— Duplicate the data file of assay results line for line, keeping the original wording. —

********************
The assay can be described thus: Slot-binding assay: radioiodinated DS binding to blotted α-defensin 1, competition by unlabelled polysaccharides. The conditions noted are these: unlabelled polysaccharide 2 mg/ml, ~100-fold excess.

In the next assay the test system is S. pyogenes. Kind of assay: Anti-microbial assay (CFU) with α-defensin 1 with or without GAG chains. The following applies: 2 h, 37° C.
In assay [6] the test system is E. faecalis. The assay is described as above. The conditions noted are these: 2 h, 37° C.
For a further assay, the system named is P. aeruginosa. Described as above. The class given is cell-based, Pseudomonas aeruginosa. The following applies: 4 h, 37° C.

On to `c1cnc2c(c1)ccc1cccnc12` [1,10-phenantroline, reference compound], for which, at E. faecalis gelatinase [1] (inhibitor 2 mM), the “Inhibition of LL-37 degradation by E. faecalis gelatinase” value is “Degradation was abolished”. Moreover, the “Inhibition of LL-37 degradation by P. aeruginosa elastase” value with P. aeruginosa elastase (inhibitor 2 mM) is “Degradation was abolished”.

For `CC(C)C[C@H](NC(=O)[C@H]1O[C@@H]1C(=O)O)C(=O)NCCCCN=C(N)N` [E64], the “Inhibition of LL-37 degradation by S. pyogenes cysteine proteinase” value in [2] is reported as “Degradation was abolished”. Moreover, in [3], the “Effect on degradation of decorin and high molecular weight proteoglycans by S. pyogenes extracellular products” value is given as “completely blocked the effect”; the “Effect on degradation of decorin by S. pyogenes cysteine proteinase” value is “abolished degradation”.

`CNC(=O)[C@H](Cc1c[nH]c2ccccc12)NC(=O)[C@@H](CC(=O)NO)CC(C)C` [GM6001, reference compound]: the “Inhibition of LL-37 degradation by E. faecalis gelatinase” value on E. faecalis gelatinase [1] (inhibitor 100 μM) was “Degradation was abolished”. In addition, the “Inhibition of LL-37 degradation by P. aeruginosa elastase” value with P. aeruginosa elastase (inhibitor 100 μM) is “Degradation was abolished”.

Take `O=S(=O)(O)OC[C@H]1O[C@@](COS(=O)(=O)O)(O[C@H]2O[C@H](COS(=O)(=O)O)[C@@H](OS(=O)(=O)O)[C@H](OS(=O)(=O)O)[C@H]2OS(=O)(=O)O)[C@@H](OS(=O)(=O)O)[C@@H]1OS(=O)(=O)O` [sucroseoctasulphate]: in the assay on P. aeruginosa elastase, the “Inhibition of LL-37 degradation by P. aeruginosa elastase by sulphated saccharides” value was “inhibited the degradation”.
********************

The assay can be described thus: Slot-binding assay: radioiodinated DS binding to blotted α-defensin 1, competition by unlabelled polysaccharides. The conditions noted are these: unlabelled polysaccharide 2 mg/ml, ~100-fold excess.

In the next assay the test system is S. pyogenes. Kind of assay: Anti-microbial assay (CFU) with α-defensin 1 with or without GAG chains. The following applies: 2 h, 37° C.
In assay [6] the test system is E. faecalis. The assay is described as above. The conditions noted are these: 2 h, 37° C.
For a further assay, the system named is P. aeruginosa. Described as above. The class given is cell-based, Pseudomonas aeruginosa. The following applies: 4 h, 37° C.

On to `c1cnc2c(c1)ccc1cccnc12` [1,10-phenantroline, reference compound], for which, at E. faecalis gelatinase [1] (inhibitor 2 mM), the “Inhibition of LL-37 degradation by E. faecalis gelatinase” value is “Degradation was abolished”. Moreover, the “Inhibition of LL-37 degradation by P. aeruginosa elastase” value with P. aeruginosa elastase (inhibitor 2 mM) is “Degradation was abolished”.

For `CC(C)C[C@H](NC(=O)[C@H]1O[C@@H]1C(=O)O)C(=O)NCCCCN=C(N)N` [E64], the “Inhibition of LL-37 degradation by S. pyogenes cysteine proteinase” value in [2] is reported as “Degradation was abolished”. Moreover, in [3], the “Effect on degradation of decorin and high molecular weight proteoglycans by S. pyogenes extracellular products” value is given as “completely blocked the effect”; the “Effect on degradation of decorin by S. pyogenes cysteine proteinase” value is “abolished degradation”.

`CNC(=O)[C@H](Cc1c[nH]c2ccccc12)NC(=O)[C@@H](CC(=O)NO)CC(C)C` [GM6001, reference compound]: the “Inhibition of LL-37 degradation by E. faecalis gelatinase” value on E. faecalis gelatinase [1] (inhibitor 100 μM) was “Degradation was abolished”. In addition, the “Inhibition of LL-37 degradation by P. aeruginosa elastase” value with P. aeruginosa elastase (inhibitor 100 μM) is “Degradation was abolished”.

Take `O=S(=O)(O)OC[C@H]1O[C@@](COS(=O)(=O)O)(O[C@H]2O[C@H](COS(=O)(=O)O)[C@@H](OS(=O)(=O)O)[C@H](OS(=O)(=O)O)[C@H]2OS(=O)(=O)O)[C@@H](OS(=O)(=O)O)[C@@H]1OS(=O)(=O)O` [sucroseoctasulphate]: in the assay on P. aeruginosa elastase, the “Inhibition of LL-37 degradation by P. aeruginosa elastase by sulphated saccharides” value was “inhibited the degradation”.